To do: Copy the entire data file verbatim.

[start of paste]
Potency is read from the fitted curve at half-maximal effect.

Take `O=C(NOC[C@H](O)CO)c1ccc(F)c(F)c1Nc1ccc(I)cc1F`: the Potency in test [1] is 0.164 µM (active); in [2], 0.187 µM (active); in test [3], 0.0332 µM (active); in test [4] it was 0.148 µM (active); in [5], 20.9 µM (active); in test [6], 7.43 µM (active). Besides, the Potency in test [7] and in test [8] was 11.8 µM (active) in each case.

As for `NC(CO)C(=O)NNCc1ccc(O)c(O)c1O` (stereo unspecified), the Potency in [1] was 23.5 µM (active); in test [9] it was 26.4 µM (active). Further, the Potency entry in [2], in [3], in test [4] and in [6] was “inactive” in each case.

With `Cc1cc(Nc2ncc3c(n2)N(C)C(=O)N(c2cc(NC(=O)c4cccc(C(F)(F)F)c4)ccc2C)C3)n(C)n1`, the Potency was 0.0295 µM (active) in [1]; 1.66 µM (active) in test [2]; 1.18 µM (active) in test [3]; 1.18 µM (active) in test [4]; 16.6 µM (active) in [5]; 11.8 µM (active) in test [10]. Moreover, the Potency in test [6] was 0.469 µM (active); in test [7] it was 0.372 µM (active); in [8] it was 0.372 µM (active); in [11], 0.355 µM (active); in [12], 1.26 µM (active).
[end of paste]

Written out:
Potency is read from the fitted curve at half-maximal effect.

Take `O=C(NOC[C@H](O)CO)c1ccc(F)c(F)c1Nc1ccc(I)cc1F`: the Potency in test [1] is 0.164 µM (active); in [2], 0.187 µM (active); in test [3], 0.0332 µM (active); in test [4] it was 0.148 µM (active); in [5], 20.9 µM (active); in test [6], 7.43 µM (active). Besides, the Potency in test [7] and in test [8] was 11.8 µM (active) in each case.

As for `NC(CO)C(=O)NNCc1ccc(O)c(O)c1O` (stereo unspecified), the Potency in [1] was 23.5 µM (active); in test [9] it was 26.4 µM (active). Further, the Potency entry in [2], in [3], in test [4] and in [6] was “inactive” in each case.

With `Cc1cc(Nc2ncc3c(n2)N(C)C(=O)N(c2cc(NC(=O)c4cccc(C(F)(F)F)c4)ccc2C)C3)n(C)n1`, the Potency was 0.0295 µM (active) in [1]; 1.66 µM (active) in test [2]; 1.18 µM (active) in test [3]; 1.18 µM (active) in test [4]; 16.6 µM (active) in [5]; 11.8 µM (active) in test [10]. Moreover, the Potency in test [6] was 0.469 µM (active); in test [7] it was 0.372 µM (active); in [8] it was 0.372 µM (active); in [11], 0.355 µM (active); in [12], 1.26 µM (active).